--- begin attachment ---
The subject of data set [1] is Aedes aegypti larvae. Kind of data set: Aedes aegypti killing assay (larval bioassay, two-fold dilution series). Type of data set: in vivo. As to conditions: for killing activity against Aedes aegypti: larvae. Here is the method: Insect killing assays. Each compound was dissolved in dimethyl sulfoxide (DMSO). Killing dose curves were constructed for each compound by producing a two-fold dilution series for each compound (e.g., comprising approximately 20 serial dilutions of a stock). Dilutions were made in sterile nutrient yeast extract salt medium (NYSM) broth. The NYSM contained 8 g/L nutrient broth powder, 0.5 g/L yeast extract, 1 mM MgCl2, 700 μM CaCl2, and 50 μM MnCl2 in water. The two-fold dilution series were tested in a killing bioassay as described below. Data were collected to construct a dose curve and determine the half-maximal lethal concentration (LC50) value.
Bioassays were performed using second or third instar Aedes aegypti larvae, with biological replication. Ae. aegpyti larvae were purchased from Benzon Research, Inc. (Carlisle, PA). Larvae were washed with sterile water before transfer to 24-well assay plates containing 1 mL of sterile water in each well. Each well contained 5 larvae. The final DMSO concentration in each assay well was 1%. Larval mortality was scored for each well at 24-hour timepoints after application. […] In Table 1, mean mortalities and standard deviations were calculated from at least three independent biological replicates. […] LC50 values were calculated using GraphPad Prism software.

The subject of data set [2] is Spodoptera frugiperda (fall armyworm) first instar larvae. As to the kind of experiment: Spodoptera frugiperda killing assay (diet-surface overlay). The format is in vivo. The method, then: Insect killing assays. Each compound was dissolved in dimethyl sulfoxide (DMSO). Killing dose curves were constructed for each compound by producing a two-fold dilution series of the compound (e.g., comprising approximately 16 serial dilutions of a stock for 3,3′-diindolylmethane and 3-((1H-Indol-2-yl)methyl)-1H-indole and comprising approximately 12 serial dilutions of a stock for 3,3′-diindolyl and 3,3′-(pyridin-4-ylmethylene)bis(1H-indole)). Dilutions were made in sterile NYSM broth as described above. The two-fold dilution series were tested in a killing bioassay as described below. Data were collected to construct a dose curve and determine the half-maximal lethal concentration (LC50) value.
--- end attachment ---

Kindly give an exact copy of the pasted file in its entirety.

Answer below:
The subject of data set [1] is Aedes aegypti larvae. Kind of data set: Aedes aegypti killing assay (larval bioassay, two-fold dilution series). Type of data set: in vivo. As to conditions: for killing activity against Aedes aegypti: larvae. Here is the method: Insect killing assays. Each compound was dissolved in dimethyl sulfoxide (DMSO). Killing dose curves were constructed for each compound by producing a two-fold dilution series for each compound (e.g., comprising approximately 20 serial dilutions of a stock). Dilutions were made in sterile nutrient yeast extract salt medium (NYSM) broth. The NYSM contained 8 g/L nutrient broth powder, 0.5 g/L yeast extract, 1 mM MgCl2, 700 μM CaCl2, and 50 μM MnCl2 in water. The two-fold dilution series were tested in a killing bioassay as described below. Data were collected to construct a dose curve and determine the half-maximal lethal concentration (LC50) value.
Bioassays were performed using second or third instar Aedes aegypti larvae, with biological replication. Ae. aegpyti larvae were purchased from Benzon Research, Inc. (Carlisle, PA). Larvae were washed with sterile water before transfer to 24-well assay plates containing 1 mL of sterile water in each well. Each well contained 5 larvae. The final DMSO concentration in each assay well was 1%. Larval mortality was scored for each well at 24-hour timepoints after application. […] In Table 1, mean mortalities and standard deviations were calculated from at least three independent biological replicates. […] LC50 values were calculated using GraphPad Prism software.

The subject of data set [2] is Spodoptera frugiperda (fall armyworm) first instar larvae. As to the kind of experiment: Spodoptera frugiperda killing assay (diet-surface overlay). The format is in vivo. The method, then: Insect killing assays. Each compound was dissolved in dimethyl sulfoxide (DMSO). Killing dose curves were constructed for each compound by producing a two-fold dilution series of the compound (e.g., comprising approximately 16 serial dilutions of a stock for 3,3′-diindolylmethane and 3-((1H-Indol-2-yl)methyl)-1H-indole and comprising approximately 12 serial dilutions of a stock for 3,3′-diindolyl and 3,3′-(pyridin-4-ylmethylene)bis(1H-indole)). Dilutions were made in sterile NYSM broth as described above. The two-fold dilution series were tested in a killing bioassay as described below. Data were collected to construct a dose curve and determine the half-maximal lethal concentration (LC50) value.